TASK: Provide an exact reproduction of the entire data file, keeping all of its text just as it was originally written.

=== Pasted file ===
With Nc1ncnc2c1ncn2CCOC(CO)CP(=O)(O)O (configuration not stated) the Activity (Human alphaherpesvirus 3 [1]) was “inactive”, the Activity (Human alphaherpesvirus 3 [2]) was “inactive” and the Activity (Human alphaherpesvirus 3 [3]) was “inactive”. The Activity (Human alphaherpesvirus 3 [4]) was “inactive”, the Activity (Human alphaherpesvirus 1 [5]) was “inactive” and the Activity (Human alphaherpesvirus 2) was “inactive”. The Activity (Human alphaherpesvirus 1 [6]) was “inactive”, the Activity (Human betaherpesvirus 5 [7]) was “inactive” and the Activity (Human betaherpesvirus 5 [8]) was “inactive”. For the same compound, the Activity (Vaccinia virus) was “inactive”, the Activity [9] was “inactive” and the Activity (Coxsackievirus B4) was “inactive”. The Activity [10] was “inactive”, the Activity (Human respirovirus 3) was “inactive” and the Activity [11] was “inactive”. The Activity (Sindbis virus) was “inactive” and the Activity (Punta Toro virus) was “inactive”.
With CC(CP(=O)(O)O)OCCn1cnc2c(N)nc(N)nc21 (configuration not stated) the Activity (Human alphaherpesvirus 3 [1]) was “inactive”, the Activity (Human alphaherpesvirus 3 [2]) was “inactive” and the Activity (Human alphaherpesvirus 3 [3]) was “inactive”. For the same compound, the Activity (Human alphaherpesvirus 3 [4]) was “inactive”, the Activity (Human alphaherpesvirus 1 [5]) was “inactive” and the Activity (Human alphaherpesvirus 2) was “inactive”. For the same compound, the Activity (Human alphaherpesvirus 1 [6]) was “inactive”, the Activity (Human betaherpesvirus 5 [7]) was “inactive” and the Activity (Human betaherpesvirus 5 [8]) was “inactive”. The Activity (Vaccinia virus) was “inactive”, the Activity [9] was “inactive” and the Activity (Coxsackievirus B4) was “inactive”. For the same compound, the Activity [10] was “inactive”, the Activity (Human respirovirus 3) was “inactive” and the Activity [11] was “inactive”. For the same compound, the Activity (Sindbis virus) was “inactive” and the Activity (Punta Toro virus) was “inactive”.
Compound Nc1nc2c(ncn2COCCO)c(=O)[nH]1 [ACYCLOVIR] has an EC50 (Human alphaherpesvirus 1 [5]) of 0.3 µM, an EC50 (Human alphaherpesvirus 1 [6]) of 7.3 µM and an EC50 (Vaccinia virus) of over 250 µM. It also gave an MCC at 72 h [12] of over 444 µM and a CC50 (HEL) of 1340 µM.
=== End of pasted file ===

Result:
With Nc1ncnc2c1ncn2CCOC(CO)CP(=O)(O)O (configuration not stated) the Activity (Human alphaherpesvirus 3 [1]) was “inactive”, the Activity (Human alphaherpesvirus 3 [2]) was “inactive” and the Activity (Human alphaherpesvirus 3 [3]) was “inactive”. The Activity (Human alphaherpesvirus 3 [4]) was “inactive”, the Activity (Human alphaherpesvirus 1 [5]) was “inactive” and the Activity (Human alphaherpesvirus 2) was “inactive”. The Activity (Human alphaherpesvirus 1 [6]) was “inactive”, the Activity (Human betaherpesvirus 5 [7]) was “inactive” and the Activity (Human betaherpesvirus 5 [8]) was “inactive”. For the same compound, the Activity (Vaccinia virus) was “inactive”, the Activity [9] was “inactive” and the Activity (Coxsackievirus B4) was “inactive”. The Activity [10] was “inactive”, the Activity (Human respirovirus 3) was “inactive” and the Activity [11] was “inactive”. The Activity (Sindbis virus) was “inactive” and the Activity (Punta Toro virus) was “inactive”.
With CC(CP(=O)(O)O)OCCn1cnc2c(N)nc(N)nc21 (configuration not stated) the Activity (Human alphaherpesvirus 3 [1]) was “inactive”, the Activity (Human alphaherpesvirus 3 [2]) was “inactive” and the Activity (Human alphaherpesvirus 3 [3]) was “inactive”. For the same compound, the Activity (Human alphaherpesvirus 3 [4]) was “inactive”, the Activity (Human alphaherpesvirus 1 [5]) was “inactive” and the Activity (Human alphaherpesvirus 2) was “inactive”. For the same compound, the Activity (Human alphaherpesvirus 1 [6]) was “inactive”, the Activity (Human betaherpesvirus 5 [7]) was “inactive” and the Activity (Human betaherpesvirus 5 [8]) was “inactive”. The Activity (Vaccinia virus) was “inactive”, the Activity [9] was “inactive” and the Activity (Coxsackievirus B4) was “inactive”. For the same compound, the Activity [10] was “inactive”, the Activity (Human respirovirus 3) was “inactive” and the Activity [11] was “inactive”. For the same compound, the Activity (Sindbis virus) was “inactive” and the Activity (Punta Toro virus) was “inactive”.
Compound Nc1nc2c(ncn2COCCO)c(=O)[nH]1 [ACYCLOVIR] has an EC50 (Human alphaherpesvirus 1 [5]) of 0.3 µM, an EC50 (Human alphaherpesvirus 1 [6]) of 7.3 µM and an EC50 (Vaccinia virus) of over 250 µM. It also gave an MCC at 72 h [12] of over 444 µM and a CC50 (HEL) of 1340 µM.